For example, the jury is in on the Wilson LiPS Primary Center reading program. It should be the standard for the school corporation, and we should be working on making that happen. So I have some worries if the only thing we’re going to do is create small stand-alone programs that aren’t intended to add (at some point) to every student’s educational experience.
Ideally, you’d want the components of your strategy to complement each other. And you’d want it to be as easy as possible for a student who enrolls in an approach which proved unsuitable to him or her to fairly easily move into another one.
This means, in my opinion, that it is important to simplify rather than to complicate. So having one High School on a different scheduling regime than the others seems acutely unhelpful, in that regard.
I’m hoping through this process, the Board and the Administration can and will lay out their overall strategy for success. I believe that you are all good people trying to a very hard job and I also believe the community will support you – but it needs clear leadership and a clear direction.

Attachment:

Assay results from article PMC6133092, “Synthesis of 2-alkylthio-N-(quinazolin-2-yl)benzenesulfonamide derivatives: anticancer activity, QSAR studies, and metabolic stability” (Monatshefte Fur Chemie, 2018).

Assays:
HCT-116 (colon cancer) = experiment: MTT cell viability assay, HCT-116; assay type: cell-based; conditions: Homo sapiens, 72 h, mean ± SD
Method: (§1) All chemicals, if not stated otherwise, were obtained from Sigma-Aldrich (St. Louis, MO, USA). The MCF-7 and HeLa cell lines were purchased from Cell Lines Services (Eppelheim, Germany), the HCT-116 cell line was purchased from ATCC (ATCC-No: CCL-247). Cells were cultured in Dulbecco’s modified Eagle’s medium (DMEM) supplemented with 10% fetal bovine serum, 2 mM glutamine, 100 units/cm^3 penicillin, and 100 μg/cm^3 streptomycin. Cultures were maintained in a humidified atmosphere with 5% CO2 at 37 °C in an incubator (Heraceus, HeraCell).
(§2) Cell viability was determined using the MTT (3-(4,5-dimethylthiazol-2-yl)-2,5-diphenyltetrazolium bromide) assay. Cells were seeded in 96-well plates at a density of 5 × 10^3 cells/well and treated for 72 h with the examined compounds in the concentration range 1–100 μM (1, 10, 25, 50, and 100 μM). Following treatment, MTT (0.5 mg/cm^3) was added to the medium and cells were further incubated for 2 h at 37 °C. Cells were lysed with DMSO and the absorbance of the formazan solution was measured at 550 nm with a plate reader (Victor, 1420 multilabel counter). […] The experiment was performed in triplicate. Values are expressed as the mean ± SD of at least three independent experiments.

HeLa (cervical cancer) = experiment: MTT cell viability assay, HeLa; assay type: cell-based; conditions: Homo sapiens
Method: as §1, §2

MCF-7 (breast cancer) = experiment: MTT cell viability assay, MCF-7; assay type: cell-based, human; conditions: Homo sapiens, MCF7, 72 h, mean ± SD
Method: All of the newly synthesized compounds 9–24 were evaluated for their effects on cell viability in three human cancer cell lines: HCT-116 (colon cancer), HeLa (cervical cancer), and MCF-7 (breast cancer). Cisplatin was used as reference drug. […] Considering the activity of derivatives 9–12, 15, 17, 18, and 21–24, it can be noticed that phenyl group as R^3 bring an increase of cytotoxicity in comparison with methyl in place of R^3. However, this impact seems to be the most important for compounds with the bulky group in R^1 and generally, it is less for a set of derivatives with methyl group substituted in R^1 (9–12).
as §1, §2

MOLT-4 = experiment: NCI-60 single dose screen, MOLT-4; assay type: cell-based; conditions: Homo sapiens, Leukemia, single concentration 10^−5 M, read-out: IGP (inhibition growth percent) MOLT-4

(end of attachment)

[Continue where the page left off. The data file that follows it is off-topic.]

What follows are excerpts from his “Love and Death” sermon delivered fifty-two Sundays ago at All Souls. Video of the complete sermon part 1 and part 2
“Although I have delivered some thousand sermons on almost as many discrete topics, one way or another each circles back to a single theme. This tendency, I’m told, is not uncommon. Every minister worth his or her salt has one great sermon in them. It’s no wonder that we return time and again to its familiar music and uplifting chords… Whether great or no, my recurring sermon … is rich with mystery. Time and again, I return to the abiding themes of love and death.”
“We are never closer than when we ponder the great mystery that beats at the heart of our shared being.”
“When grandparents, parents, even children died at home, death was an inescapable presence in our lives. Today, shielded from intimacy with death by the cold, mechanically invasive and antiseptic chambers of hospitals, we lose touch with how natural, even sacramental, death can be. If we insulate ourselves from death we lose something precious, a sense of life that does know death, that elevates human to humane, that reconciles human being with human loss.”